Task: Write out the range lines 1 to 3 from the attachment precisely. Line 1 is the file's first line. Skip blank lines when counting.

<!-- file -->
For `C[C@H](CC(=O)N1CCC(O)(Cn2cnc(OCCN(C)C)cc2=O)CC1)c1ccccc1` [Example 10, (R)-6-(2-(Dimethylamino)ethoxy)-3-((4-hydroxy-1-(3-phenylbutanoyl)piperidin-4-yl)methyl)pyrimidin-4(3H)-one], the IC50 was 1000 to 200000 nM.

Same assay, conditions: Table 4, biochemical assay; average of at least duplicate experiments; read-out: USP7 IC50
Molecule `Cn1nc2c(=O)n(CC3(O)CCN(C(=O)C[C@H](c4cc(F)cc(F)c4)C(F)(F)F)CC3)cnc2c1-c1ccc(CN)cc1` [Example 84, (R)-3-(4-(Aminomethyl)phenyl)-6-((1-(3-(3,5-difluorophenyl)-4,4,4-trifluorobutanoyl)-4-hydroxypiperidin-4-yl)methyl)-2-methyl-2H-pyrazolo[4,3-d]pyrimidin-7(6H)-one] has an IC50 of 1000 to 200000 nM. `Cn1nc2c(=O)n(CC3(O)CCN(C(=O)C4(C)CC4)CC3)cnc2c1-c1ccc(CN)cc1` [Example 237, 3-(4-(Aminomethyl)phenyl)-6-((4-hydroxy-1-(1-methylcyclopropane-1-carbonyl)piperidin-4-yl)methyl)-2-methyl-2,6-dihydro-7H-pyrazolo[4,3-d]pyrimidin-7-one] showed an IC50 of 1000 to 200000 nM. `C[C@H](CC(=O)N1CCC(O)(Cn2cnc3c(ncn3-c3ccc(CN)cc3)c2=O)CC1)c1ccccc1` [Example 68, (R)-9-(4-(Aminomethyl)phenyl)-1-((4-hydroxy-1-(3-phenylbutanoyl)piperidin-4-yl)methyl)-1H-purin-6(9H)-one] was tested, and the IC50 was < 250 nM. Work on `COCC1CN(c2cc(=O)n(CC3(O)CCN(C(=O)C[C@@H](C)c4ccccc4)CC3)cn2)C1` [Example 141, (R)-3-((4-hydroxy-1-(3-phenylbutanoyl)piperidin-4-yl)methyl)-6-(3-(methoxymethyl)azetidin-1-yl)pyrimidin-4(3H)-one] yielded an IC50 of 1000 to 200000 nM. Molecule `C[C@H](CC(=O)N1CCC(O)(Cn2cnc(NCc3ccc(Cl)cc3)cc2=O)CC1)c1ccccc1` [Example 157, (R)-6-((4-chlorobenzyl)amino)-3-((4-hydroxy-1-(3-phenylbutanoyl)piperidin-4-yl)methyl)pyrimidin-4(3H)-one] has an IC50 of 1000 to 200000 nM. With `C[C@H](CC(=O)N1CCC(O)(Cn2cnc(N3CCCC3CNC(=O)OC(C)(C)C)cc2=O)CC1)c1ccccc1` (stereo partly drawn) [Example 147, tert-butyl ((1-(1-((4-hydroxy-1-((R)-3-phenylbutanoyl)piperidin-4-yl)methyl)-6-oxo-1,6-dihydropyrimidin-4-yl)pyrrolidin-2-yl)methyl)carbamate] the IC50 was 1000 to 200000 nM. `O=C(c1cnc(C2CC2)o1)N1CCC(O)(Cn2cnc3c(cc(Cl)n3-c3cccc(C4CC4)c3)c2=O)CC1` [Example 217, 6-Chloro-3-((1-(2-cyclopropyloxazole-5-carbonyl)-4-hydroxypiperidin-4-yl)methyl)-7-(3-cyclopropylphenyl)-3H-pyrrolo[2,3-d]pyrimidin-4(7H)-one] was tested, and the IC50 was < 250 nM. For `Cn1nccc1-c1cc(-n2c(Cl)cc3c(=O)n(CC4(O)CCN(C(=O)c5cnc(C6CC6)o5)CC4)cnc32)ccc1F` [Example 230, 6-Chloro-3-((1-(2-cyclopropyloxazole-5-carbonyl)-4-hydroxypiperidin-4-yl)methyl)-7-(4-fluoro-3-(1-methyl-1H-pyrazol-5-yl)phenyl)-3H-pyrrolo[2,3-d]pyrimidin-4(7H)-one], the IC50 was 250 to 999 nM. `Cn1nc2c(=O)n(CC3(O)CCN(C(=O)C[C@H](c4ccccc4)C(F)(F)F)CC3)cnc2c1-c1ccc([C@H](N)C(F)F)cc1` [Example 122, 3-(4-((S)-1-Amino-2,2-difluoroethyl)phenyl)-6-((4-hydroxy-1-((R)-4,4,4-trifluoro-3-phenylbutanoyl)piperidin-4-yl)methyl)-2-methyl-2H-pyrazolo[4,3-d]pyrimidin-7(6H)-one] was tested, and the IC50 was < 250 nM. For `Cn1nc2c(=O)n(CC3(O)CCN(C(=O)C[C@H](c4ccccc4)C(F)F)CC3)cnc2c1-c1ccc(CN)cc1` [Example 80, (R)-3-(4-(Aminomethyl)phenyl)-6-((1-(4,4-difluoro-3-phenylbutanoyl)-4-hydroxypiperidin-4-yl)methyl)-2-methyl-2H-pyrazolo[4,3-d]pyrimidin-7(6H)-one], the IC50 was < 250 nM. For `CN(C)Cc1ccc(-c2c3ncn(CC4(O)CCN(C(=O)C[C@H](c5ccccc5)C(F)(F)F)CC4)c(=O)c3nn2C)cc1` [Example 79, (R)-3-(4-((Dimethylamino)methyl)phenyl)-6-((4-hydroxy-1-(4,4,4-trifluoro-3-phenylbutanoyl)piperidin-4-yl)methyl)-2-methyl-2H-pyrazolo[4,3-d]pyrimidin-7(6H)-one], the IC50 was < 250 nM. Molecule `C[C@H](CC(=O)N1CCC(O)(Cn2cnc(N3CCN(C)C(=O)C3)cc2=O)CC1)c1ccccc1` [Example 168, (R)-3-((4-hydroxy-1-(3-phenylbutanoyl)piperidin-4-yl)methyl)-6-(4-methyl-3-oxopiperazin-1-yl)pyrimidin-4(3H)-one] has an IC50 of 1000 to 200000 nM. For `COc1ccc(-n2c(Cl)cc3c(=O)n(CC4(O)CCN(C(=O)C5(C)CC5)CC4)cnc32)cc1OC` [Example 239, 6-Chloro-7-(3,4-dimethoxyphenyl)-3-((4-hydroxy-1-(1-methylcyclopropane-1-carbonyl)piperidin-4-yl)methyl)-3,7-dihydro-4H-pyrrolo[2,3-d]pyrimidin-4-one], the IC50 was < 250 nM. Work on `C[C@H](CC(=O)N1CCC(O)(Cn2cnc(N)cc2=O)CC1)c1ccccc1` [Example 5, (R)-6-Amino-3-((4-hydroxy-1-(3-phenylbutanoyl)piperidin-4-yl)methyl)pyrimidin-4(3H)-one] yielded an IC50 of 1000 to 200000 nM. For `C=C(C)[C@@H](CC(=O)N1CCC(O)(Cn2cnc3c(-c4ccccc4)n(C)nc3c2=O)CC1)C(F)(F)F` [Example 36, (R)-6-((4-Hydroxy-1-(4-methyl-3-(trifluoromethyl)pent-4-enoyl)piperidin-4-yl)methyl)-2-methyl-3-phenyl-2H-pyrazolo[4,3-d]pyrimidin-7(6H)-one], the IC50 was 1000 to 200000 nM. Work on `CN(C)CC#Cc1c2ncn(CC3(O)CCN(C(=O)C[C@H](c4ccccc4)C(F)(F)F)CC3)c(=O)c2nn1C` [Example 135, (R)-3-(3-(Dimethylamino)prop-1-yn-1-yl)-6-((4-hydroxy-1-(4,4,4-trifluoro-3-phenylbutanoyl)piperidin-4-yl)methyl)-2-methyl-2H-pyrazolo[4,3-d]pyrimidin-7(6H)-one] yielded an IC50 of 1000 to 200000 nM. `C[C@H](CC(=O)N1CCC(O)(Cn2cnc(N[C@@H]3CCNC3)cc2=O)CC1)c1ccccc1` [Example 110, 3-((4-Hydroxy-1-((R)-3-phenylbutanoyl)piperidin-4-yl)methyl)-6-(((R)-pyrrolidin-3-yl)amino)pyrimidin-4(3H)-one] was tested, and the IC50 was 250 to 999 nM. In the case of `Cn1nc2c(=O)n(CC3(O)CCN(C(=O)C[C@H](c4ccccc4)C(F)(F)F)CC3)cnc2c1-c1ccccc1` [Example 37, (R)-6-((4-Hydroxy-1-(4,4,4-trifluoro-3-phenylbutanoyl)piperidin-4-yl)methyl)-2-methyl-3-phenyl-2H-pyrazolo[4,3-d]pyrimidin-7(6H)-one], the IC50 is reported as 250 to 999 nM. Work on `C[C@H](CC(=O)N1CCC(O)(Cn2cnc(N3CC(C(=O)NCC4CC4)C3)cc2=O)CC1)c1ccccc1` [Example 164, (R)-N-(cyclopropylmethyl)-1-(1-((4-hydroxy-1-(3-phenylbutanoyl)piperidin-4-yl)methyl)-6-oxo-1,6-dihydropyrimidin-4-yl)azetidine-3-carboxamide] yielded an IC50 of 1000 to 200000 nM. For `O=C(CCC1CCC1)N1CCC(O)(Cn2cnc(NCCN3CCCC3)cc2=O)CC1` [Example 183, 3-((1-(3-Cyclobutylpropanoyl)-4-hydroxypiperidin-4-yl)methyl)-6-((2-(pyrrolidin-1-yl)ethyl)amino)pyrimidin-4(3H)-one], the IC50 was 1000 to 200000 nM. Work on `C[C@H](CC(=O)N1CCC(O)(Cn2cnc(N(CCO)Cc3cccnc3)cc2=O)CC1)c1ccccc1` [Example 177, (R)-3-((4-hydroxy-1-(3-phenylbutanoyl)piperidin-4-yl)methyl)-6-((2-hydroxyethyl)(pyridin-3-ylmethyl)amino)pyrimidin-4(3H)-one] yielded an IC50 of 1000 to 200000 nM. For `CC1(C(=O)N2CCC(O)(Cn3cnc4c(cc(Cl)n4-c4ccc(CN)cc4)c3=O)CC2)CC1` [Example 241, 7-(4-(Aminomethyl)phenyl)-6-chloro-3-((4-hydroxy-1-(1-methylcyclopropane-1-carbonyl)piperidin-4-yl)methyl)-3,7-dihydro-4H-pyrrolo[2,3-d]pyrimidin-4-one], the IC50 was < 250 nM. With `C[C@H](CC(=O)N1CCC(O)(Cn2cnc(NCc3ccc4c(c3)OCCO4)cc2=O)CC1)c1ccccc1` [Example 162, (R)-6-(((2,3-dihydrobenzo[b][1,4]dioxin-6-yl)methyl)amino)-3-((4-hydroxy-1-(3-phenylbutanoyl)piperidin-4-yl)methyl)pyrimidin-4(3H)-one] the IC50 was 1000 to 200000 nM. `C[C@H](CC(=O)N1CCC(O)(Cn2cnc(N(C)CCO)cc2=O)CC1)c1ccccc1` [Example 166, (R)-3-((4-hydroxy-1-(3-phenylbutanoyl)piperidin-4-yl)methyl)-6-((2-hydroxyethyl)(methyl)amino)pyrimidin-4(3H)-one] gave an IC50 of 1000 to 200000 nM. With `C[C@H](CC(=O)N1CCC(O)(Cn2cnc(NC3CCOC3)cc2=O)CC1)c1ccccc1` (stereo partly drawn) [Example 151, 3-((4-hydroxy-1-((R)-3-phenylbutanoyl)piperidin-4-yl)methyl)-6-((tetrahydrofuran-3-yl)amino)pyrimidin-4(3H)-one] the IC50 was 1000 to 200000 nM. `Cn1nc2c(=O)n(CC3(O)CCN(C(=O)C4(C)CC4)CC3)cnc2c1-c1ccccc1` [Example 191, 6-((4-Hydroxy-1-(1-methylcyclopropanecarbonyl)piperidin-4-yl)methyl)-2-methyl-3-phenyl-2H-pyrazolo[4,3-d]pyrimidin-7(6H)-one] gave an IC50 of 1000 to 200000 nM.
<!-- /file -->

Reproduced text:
For `C[C@H](CC(=O)N1CCC(O)(Cn2cnc(OCCN(C)C)cc2=O)CC1)c1ccccc1` [Example 10, (R)-6-(2-(Dimethylamino)ethoxy)-3-((4-hydroxy-1-(3-phenylbutanoyl)piperidin-4-yl)methyl)pyrimidin-4(3H)-one], the IC50 was 1000 to 200000 nM.

Same assay, conditions: Table 4, biochemical assay; average of at least duplicate experiments; read-out: USP7 IC50
Molecule `Cn1nc2c(=O)n(CC3(O)CCN(C(=O)C[C@H](c4cc(F)cc(F)c4)C(F)(F)F)CC3)cnc2c1-c1ccc(CN)cc1` [Example 84, (R)-3-(4-(Aminomethyl)phenyl)-6-((1-(3-(3,5-difluorophenyl)-4,4,4-trifluorobutanoyl)-4-hydroxypiperidin-4-yl)methyl)-2-methyl-2H-pyrazolo[4,3-d]pyrimidin-7(6H)-one] has an IC50 of 1000 to 200000 nM. `Cn1nc2c(=O)n(CC3(O)CCN(C(=O)C4(C)CC4)CC3)cnc2c1-c1ccc(CN)cc1` [Example 237, 3-(4-(Aminomethyl)phenyl)-6-((4-hydroxy-1-(1-methylcyclopropane-1-carbonyl)piperidin-4-yl)methyl)-2-methyl-2,6-dihydro-7H-pyrazolo[4,3-d]pyrimidin-7-one] showed an IC50 of 1000 to 200000 nM. `C[C@H](CC(=O)N1CCC(O)(Cn2cnc3c(ncn3-c3ccc(CN)cc3)c2=O)CC1)c1ccccc1` [Example 68, (R)-9-(4-(Aminomethyl)phenyl)-1-((4-hydroxy-1-(3-phenylbutanoyl)piperidin-4-yl)methyl)-1H-purin-6(9H)-one] was tested, and the IC50 was < 250 nM. Work on `COCC1CN(c2cc(=O)n(CC3(O)CCN(C(=O)C[C@@H](C)c4ccccc4)CC3)cn2)C1` [Example 141, (R)-3-((4-hydroxy-1-(3-phenylbutanoyl)piperidin-4-yl)methyl)-6-(3-(methoxymethyl)azetidin-1-yl)pyrimidin-4(3H)-one] yielded an IC50 of 1000 to 200000 nM. Molecule `C[C@H](CC(=O)N1CCC(O)(Cn2cnc(NCc3ccc(Cl)cc3)cc2=O)CC1)c1ccccc1` [Example 157, (R)-6-((4-chlorobenzyl)amino)-3-((4-hydroxy-1-(3-phenylbutanoyl)piperidin-4-yl)methyl)pyrimidin-4(3H)-one] has an IC50 of 1000 to 200000 nM. With `C[C@H](CC(=O)N1CCC(O)(Cn2cnc(N3CCCC3CNC(=O)OC(C)(C)C)cc2=O)CC1)c1ccccc1` (stereo partly drawn) [Example 147, tert-butyl ((1-(1-((4-hydroxy-1-((R)-3-phenylbutanoyl)piperidin-4-yl)methyl)-6-oxo-1,6-dihydropyrimidin-4-yl)pyrrolidin-2-yl)methyl)carbamate] the IC50 was 1000 to 200000 nM. `O=C(c1cnc(C2CC2)o1)N1CCC(O)(Cn2cnc3c(cc(Cl)n3-c3cccc(C4CC4)c3)c2=O)CC1` [Example 217, 6-Chloro-3-((1-(2-cyclopropyloxazole-5-carbonyl)-4-hydroxypiperidin-4-yl)methyl)-7-(3-cyclopropylphenyl)-3H-pyrrolo[2,3-d]pyrimidin-4(7H)-one] was tested, and the IC50 was < 250 nM. For `Cn1nccc1-c1cc(-n2c(Cl)cc3c(=O)n(CC4(O)CCN(C(=O)c5cnc(C6CC6)o5)CC4)cnc32)ccc1F` [Example 230, 6-Chloro-3-((1-(2-cyclopropyloxazole-5-carbonyl)-4-hydroxypiperidin-4-yl)methyl)-7-(4-fluoro-3-(1-methyl-1H-pyrazol-5-yl)phenyl)-3H-pyrrolo[2,3-d]pyrimidin-4(7H)-one], the IC50 was 250 to 999 nM. `Cn1nc2c(=O)n(CC3(O)CCN(C(=O)C[C@H](c4ccccc4)C(F)(F)F)CC3)cnc2c1-c1ccc([C@H](N)C(F)F)cc1` [Example 122, 3-(4-((S)-1-Amino-2,2-difluoroethyl)phenyl)-6-((4-hydroxy-1-((R)-4,4,4-trifluoro-3-phenylbutanoyl)piperidin-4-yl)methyl)-2-methyl-2H-pyrazolo[4,3-d]pyrimidin-7(6H)-one] was tested, and the IC50 was < 250 nM. For `Cn1nc2c(=O)n(CC3(O)CCN(C(=O)C[C@H](c4ccccc4)C(F)F)CC3)cnc2c1-c1ccc(CN)cc1` [Example 80, (R)-3-(4-(Aminomethyl)phenyl)-6-((1-(4,4-difluoro-3-phenylbutanoyl)-4-hydroxypiperidin-4-yl)methyl)-2-methyl-2H-pyrazolo[4,3-d]pyrimidin-7(6H)-one], the IC50 was < 250 nM. For `CN(C)Cc1ccc(-c2c3ncn(CC4(O)CCN(C(=O)C[C@H](c5ccccc5)C(F)(F)F)CC4)c(=O)c3nn2C)cc1` [Example 79, (R)-3-(4-((Dimethylamino)methyl)phenyl)-6-((4-hydroxy-1-(4,4,4-trifluoro-3-phenylbutanoyl)piperidin-4-yl)methyl)-2-methyl-2H-pyrazolo[4,3-d]pyrimidin-7(6H)-one], the IC50 was < 250 nM. Molecule `C[C@H](CC(=O)N1CCC(O)(Cn2cnc(N3CCN(C)C(=O)C3)cc2=O)CC1)c1ccccc1` [Example 168, (R)-3-((4-hydroxy-1-(3-phenylbutanoyl)piperidin-4-yl)methyl)-6-(4-methyl-3-oxopiperazin-1-yl)pyrimidin-4(3H)-one] has an IC50 of 1000 to 200000 nM. For `COc1ccc(-n2c(Cl)cc3c(=O)n(CC4(O)CCN(C(=O)C5(C)CC5)CC4)cnc32)cc1OC` [Example 239, 6-Chloro-7-(3,4-dimethoxyphenyl)-3-((4-hydroxy-1-(1-methylcyclopropane-1-carbonyl)piperidin-4-yl)methyl)-3,7-dihydro-4H-pyrrolo[2,3-d]pyrimidin-4-one], the IC50 was < 250 nM. Work on `C[C@H](CC(=O)N1CCC(O)(Cn2cnc(N)cc2=O)CC1)c1ccccc1` [Example 5, (R)-6-Amino-3-((4-hydroxy-1-(3-phenylbutanoyl)piperidin-4-yl)methyl)pyrimidin-4(3H)-one] yielded an IC50 of 1000 to 200000 nM. For `C=C(C)[C@@H](CC(=O)N1CCC(O)(Cn2cnc3c(-c4ccccc4)n(C)nc3c2=O)CC1)C(F)(F)F` [Example 36, (R)-6-((4-Hydroxy-1-(4-methyl-3-(trifluoromethyl)pent-4-enoyl)piperidin-4-yl)methyl)-2-methyl-3-phenyl-2H-pyrazolo[4,3-d]pyrimidin-7(6H)-one], the IC50 was 1000 to 200000 nM. Work on `CN(C)CC#Cc1c2ncn(CC3(O)CCN(C(=O)C[C@H](c4ccccc4)C(F)(F)F)CC3)c(=O)c2nn1C` [Example 135, (R)-3-(3-(Dimethylamino)prop-1-yn-1-yl)-6-((4-hydroxy-1-(4,4,4-trifluoro-3-phenylbutanoyl)piperidin-4-yl)methyl)-2-methyl-2H-pyrazolo[4,3-d]pyrimidin-7(6H)-one] yielded an IC50 of 1000 to 200000 nM. `C[C@H](CC(=O)N1CCC(O)(Cn2cnc(N[C@@H]3CCNC3)cc2=O)CC1)c1ccccc1` [Example 110, 3-((4-Hydroxy-1-((R)-3-phenylbutanoyl)piperidin-4-yl)methyl)-6-(((R)-pyrrolidin-3-yl)amino)pyrimidin-4(3H)-one] was tested, and the IC50 was 250 to 999 nM. In the case of `Cn1nc2c(=O)n(CC3(O)CCN(C(=O)C[C@H](c4ccccc4)C(F)(F)F)CC3)cnc2c1-c1ccccc1` [Example 37, (R)-6-((4-Hydroxy-1-(4,4,4-trifluoro-3-phenylbutanoyl)piperidin-4-yl)methyl)-2-methyl-3-phenyl-2H-pyrazolo[4,3-d]pyrimidin-7(6H)-one], the IC50 is reported as 250 to 999 nM. Work on `C[C@H](CC(=O)N1CCC(O)(Cn2cnc(N3CC(C(=O)NCC4CC4)C3)cc2=O)CC1)c1ccccc1` [Example 164, (R)-N-(cyclopropylmethyl)-1-(1-((4-hydroxy-1-(3-phenylbutanoyl)piperidin-4-yl)methyl)-6-oxo-1,6-dihydropyrimidin-4-yl)azetidine-3-carboxamide] yielded an IC50 of 1000 to 200000 nM. For `O=C(CCC1CCC1)N1CCC(O)(Cn2cnc(NCCN3CCCC3)cc2=O)CC1` [Example 183, 3-((1-(3-Cyclobutylpropanoyl)-4-hydroxypiperidin-4-yl)methyl)-6-((2-(pyrrolidin-1-yl)ethyl)amino)pyrimidin-4(3H)-one], the IC50 was 1000 to 200000 nM. Work on `C[C@H](CC(=O)N1CCC(O)(Cn2cnc(N(CCO)Cc3cccnc3)cc2=O)CC1)c1ccccc1` [Example 177, (R)-3-((4-hydroxy-1-(3-phenylbutanoyl)piperidin-4-yl)methyl)-6-((2-hydroxyethyl)(pyridin-3-ylmethyl)amino)pyrimidin-4(3H)-one] yielded an IC50 of 1000 to 200000 nM. For `CC1(C(=O)N2CCC(O)(Cn3cnc4c(cc(Cl)n4-c4ccc(CN)cc4)c3=O)CC2)CC1` [Example 241, 7-(4-(Aminomethyl)phenyl)-6-chloro-3-((4-hydroxy-1-(1-methylcyclopropane-1-carbonyl)piperidin-4-yl)methyl)-3,7-dihydro-4H-pyrrolo[2,3-d]pyrimidin-4-one], the IC50 was < 250 nM. With `C[C@H](CC(=O)N1CCC(O)(Cn2cnc(NCc3ccc4c(c3)OCCO4)cc2=O)CC1)c1ccccc1` [Example 162, (R)-6-(((2,3-dihydrobenzo[b][1,4]dioxin-6-yl)methyl)amino)-3-((4-hydroxy-1-(3-phenylbutanoyl)piperidin-4-yl)methyl)pyrimidin-4(3H)-one] the IC50 was 1000 to 200000 nM. `C[C@H](CC(=O)N1CCC(O)(Cn2cnc(N(C)CCO)cc2=O)CC1)c1ccccc1` [Example 166, (R)-3-((4-hydroxy-1-(3-phenylbutanoyl)piperidin-4-yl)methyl)-6-((2-hydroxyethyl)(methyl)amino)pyrimidin-4(3H)-one] gave an IC50 of 1000 to 200000 nM. With `C[C@H](CC(=O)N1CCC(O)(Cn2cnc(NC3CCOC3)cc2=O)CC1)c1ccccc1` (stereo partly drawn) [Example 151, 3-((4-hydroxy-1-((R)-3-phenylbutanoyl)piperidin-4-yl)methyl)-6-((tetrahydrofuran-3-yl)amino)pyrimidin-4(3H)-one] the IC50 was 1000 to 200000 nM. `Cn1nc2c(=O)n(CC3(O)CCN(C(=O)C4(C)CC4)CC3)cnc2c1-c1ccccc1` [Example 191, 6-((4-Hydroxy-1-(1-methylcyclopropanecarbonyl)piperidin-4-yl)methyl)-2-methyl-3-phenyl-2H-pyrazolo[4,3-d]pyrimidin-7(6H)-one] gave an IC50 of 1000 to 200000 nM.